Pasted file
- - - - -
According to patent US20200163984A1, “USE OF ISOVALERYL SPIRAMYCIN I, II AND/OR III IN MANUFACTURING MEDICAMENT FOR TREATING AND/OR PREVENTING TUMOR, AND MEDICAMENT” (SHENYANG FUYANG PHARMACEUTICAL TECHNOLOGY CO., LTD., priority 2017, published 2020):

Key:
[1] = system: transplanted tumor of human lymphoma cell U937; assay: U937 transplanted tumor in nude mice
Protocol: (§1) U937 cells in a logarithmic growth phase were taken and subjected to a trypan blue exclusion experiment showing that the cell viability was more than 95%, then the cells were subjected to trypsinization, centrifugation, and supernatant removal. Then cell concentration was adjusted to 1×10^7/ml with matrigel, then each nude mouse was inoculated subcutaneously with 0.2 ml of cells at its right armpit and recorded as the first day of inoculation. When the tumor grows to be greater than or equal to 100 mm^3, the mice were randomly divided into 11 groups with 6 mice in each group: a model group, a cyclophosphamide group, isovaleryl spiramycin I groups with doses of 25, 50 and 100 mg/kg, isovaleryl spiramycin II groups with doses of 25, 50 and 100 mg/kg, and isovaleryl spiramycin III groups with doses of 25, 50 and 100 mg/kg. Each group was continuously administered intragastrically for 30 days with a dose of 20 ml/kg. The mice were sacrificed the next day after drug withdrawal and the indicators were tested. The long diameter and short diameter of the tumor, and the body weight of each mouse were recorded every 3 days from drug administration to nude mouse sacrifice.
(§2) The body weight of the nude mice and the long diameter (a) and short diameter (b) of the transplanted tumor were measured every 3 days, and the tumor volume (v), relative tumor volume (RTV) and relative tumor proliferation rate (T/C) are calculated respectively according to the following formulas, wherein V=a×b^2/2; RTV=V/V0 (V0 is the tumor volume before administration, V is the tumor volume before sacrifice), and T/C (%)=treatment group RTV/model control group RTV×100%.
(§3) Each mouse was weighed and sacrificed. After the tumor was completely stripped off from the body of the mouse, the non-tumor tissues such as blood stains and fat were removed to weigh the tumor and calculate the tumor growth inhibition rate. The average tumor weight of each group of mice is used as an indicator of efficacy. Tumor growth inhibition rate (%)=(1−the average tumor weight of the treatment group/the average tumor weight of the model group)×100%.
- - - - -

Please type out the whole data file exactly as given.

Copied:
According to patent US20200163984A1, “USE OF ISOVALERYL SPIRAMYCIN I, II AND/OR III IN MANUFACTURING MEDICAMENT FOR TREATING AND/OR PREVENTING TUMOR, AND MEDICAMENT” (SHENYANG FUYANG PHARMACEUTICAL TECHNOLOGY CO., LTD., priority 2017, published 2020):

Key:
[1] = system: transplanted tumor of human lymphoma cell U937; assay: U937 transplanted tumor in nude mice
Protocol: (§1) U937 cells in a logarithmic growth phase were taken and subjected to a trypan blue exclusion experiment showing that the cell viability was more than 95%, then the cells were subjected to trypsinization, centrifugation, and supernatant removal. Then cell concentration was adjusted to 1×10^7/ml with matrigel, then each nude mouse was inoculated subcutaneously with 0.2 ml of cells at its right armpit and recorded as the first day of inoculation. When the tumor grows to be greater than or equal to 100 mm^3, the mice were randomly divided into 11 groups with 6 mice in each group: a model group, a cyclophosphamide group, isovaleryl spiramycin I groups with doses of 25, 50 and 100 mg/kg, isovaleryl spiramycin II groups with doses of 25, 50 and 100 mg/kg, and isovaleryl spiramycin III groups with doses of 25, 50 and 100 mg/kg. Each group was continuously administered intragastrically for 30 days with a dose of 20 ml/kg. The mice were sacrificed the next day after drug withdrawal and the indicators were tested. The long diameter and short diameter of the tumor, and the body weight of each mouse were recorded every 3 days from drug administration to nude mouse sacrifice.
(§2) The body weight of the nude mice and the long diameter (a) and short diameter (b) of the transplanted tumor were measured every 3 days, and the tumor volume (v), relative tumor volume (RTV) and relative tumor proliferation rate (T/C) are calculated respectively according to the following formulas, wherein V=a×b^2/2; RTV=V/V0 (V0 is the tumor volume before administration, V is the tumor volume before sacrifice), and T/C (%)=treatment group RTV/model control group RTV×100%.
(§3) Each mouse was weighed and sacrificed. After the tumor was completely stripped off from the body of the mouse, the non-tumor tissues such as blood stains and fat were removed to weigh the tumor and calculate the tumor growth inhibition rate. The average tumor weight of each group of mice is used as an indicator of efficacy. Tumor growth inhibition rate (%)=(1−the average tumor weight of the treatment group/the average tumor weight of the model group)×100%.